8.  When can I start writing my protocol? 

Please contact your CRG for advice on when to write your protocol. You can prepare your protocol after your proposed title for a systematic review has been accepted by your CRG, the title has been formally registered and your CRG has created a template for the review and made this available to you.

Please use the Cochrane Handbook for Systematic Reviews of Diagnostic Test Accuracy to guide you in the preparation of your protocol. The Handbook is in development and published chapters are available on our website handbook page.

All systematic reviews of diagnostic test accuracy must be prepared using the most recent version of RevMan. Please do not start to prepare your review until you have registered your title and received a review template from your CRG.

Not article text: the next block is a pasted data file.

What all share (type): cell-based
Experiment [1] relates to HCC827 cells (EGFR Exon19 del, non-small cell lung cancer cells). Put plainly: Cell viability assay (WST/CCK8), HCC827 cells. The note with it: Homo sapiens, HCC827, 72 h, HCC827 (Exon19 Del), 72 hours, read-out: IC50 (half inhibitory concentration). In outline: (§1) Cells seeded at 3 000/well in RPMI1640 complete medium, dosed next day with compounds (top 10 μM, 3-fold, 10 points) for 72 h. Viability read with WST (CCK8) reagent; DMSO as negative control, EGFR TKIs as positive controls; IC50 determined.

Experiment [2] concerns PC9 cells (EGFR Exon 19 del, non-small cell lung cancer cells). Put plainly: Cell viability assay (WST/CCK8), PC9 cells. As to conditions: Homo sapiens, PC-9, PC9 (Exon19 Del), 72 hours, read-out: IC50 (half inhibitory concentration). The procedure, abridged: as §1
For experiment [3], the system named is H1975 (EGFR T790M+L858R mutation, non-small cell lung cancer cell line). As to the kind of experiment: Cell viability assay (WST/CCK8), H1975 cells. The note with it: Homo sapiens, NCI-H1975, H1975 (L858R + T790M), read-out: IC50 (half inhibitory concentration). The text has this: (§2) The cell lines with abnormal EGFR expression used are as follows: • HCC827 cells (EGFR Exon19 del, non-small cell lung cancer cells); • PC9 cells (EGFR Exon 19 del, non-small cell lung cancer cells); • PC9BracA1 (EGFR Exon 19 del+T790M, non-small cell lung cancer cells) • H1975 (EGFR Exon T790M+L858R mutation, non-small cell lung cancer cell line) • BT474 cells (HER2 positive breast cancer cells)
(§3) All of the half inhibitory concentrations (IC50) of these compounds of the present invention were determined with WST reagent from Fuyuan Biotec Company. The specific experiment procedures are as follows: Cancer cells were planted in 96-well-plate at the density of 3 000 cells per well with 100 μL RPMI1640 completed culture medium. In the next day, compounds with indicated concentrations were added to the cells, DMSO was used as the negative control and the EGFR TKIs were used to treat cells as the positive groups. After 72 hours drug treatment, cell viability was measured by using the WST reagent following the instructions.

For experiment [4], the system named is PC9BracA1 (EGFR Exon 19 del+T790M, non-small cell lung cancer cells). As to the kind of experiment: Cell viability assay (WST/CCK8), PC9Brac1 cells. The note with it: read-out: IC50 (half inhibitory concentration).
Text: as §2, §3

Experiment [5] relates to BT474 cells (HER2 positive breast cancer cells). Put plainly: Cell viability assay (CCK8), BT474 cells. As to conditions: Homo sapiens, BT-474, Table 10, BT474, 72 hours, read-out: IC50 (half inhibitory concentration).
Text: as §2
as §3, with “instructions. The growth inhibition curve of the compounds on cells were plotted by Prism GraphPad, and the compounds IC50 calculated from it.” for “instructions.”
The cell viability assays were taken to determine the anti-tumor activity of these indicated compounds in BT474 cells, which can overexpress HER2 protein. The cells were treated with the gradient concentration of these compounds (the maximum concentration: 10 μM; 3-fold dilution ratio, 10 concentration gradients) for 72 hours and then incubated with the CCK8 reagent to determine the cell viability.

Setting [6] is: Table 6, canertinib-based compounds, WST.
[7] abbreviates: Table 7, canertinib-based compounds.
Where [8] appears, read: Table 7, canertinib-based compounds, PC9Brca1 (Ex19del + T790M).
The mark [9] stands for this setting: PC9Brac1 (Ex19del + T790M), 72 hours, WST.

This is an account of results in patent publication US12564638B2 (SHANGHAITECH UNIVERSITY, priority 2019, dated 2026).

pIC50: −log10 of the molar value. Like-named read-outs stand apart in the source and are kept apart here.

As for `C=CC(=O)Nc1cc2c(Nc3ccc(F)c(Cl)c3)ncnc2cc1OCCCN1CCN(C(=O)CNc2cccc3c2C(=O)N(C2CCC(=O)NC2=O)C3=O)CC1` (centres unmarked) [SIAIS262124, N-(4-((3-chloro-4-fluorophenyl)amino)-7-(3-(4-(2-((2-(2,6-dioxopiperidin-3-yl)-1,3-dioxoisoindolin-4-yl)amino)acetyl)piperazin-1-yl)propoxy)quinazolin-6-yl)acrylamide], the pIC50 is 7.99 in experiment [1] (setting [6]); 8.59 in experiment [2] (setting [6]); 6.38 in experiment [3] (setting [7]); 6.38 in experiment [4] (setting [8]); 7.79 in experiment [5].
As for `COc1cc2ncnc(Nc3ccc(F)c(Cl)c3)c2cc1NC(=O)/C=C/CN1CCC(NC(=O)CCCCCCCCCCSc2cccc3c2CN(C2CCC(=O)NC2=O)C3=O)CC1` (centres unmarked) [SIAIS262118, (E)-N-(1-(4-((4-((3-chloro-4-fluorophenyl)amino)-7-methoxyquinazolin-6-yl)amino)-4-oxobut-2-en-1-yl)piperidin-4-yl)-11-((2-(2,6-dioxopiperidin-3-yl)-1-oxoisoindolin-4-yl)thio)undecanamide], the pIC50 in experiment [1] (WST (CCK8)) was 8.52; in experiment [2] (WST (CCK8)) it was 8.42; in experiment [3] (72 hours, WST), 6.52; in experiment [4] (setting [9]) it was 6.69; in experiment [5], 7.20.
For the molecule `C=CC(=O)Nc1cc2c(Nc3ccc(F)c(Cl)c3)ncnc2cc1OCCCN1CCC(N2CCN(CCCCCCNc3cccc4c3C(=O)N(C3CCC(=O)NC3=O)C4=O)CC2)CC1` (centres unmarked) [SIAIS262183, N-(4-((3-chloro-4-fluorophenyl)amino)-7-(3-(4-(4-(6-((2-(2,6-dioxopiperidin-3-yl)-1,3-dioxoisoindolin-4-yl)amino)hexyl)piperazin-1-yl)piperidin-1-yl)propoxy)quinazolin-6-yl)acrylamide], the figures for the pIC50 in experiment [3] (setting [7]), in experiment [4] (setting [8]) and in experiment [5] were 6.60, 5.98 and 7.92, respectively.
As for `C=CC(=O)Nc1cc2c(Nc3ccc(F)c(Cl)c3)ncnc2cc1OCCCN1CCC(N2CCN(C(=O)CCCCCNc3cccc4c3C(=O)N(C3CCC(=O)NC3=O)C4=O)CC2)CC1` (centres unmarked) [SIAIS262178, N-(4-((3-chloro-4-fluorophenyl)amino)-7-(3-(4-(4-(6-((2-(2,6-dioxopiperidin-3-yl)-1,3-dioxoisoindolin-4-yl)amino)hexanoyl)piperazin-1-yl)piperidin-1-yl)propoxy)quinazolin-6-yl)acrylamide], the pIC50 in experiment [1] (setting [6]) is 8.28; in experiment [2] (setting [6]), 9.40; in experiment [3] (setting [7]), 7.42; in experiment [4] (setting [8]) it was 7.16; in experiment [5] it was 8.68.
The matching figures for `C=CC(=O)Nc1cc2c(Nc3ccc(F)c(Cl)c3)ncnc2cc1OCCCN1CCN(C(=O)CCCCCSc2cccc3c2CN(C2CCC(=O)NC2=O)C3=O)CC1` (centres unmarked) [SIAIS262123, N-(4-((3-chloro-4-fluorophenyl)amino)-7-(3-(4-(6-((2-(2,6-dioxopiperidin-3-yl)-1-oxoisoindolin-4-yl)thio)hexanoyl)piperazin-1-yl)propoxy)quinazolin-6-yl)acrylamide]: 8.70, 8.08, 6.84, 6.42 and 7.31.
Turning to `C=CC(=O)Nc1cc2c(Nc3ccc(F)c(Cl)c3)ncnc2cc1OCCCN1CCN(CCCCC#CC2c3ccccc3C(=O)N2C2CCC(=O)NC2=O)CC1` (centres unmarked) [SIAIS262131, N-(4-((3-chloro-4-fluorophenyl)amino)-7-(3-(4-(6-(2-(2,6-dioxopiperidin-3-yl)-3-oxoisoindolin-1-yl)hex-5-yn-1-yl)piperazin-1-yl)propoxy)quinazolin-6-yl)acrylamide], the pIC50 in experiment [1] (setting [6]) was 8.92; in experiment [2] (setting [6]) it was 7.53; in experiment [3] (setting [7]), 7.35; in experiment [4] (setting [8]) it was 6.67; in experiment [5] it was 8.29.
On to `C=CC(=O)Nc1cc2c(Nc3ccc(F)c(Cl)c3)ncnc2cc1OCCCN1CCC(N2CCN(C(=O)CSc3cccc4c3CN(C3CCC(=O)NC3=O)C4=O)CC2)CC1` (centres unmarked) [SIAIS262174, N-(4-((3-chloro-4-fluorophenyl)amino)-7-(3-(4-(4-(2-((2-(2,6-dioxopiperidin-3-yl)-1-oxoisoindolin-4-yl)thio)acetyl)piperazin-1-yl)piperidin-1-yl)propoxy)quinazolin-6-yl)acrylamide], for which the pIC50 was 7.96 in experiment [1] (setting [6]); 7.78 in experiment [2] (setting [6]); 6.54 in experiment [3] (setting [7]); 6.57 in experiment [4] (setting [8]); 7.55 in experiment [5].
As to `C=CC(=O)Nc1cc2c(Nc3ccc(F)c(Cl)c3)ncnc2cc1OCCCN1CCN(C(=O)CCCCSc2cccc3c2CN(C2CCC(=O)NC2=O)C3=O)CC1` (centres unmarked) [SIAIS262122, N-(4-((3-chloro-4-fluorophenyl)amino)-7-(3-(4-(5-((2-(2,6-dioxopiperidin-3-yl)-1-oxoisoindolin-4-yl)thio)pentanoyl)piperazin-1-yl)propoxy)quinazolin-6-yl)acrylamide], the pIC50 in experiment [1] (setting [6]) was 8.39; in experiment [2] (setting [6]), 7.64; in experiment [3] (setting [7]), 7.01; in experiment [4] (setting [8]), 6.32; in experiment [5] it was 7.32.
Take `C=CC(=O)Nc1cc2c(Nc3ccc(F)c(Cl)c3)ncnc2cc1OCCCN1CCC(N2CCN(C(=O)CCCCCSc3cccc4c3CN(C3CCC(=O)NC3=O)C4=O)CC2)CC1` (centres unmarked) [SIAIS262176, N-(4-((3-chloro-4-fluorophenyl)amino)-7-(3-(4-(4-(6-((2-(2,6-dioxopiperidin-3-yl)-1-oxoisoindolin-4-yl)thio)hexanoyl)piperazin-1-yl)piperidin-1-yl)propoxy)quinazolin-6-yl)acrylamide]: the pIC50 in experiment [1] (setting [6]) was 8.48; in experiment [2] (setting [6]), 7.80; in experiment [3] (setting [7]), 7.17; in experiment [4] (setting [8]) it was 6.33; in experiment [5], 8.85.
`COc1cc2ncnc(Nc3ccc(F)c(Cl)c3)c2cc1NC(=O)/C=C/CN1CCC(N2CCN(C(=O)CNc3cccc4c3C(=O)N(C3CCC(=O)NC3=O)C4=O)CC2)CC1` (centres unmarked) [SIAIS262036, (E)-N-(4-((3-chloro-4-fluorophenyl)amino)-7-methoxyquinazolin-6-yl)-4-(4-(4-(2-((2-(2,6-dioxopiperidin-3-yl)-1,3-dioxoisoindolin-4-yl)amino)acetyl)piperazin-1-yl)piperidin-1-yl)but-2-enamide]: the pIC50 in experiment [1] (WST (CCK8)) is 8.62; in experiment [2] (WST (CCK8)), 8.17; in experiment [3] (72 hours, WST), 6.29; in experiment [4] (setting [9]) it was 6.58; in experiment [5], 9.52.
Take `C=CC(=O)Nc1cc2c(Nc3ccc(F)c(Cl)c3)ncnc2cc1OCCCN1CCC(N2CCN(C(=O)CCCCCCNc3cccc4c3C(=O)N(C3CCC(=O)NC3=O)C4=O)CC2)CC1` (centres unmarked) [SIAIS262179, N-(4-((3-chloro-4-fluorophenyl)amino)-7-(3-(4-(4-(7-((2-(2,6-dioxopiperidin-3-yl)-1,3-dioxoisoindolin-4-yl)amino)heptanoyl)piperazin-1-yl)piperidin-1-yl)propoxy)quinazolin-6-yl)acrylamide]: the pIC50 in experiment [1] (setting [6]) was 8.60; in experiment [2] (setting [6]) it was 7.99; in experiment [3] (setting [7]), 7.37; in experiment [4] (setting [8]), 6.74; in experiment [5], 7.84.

9.  Is there a good search filter I could use? 

We advise you not to use search filters at all as evidence suggests that you may miss relevant studies. The reason for this is that terms for identifying studies examining the accuracy of diagnostic tests are not well indexed in the electronic bibliographic databases, such as MEDLINE. More details are available in Chapter 7 of the Cochrane Handbook for Systematic Reviews of Diagnostic Test Accuracy. This handbook is available from our website handbook page.

For advice on searching please contact the Trials Search Coordinator (TSC) of your CRG.  


10.  What quality checklist should I use? 

We require that you to use the QUADAS-2 checklist and tailor it as necessary to your review question.

Chapter 9 of the Cochrane Handbook for Systematic Reviews of Diagnostic Test Accuracy is being updated to reflect recent revisions of the QUADAS checklist.  In the interim, review authors are advised to visit the QUADAS website http://www.bris.ac.uk/quadas for guidance on the use of the checklist.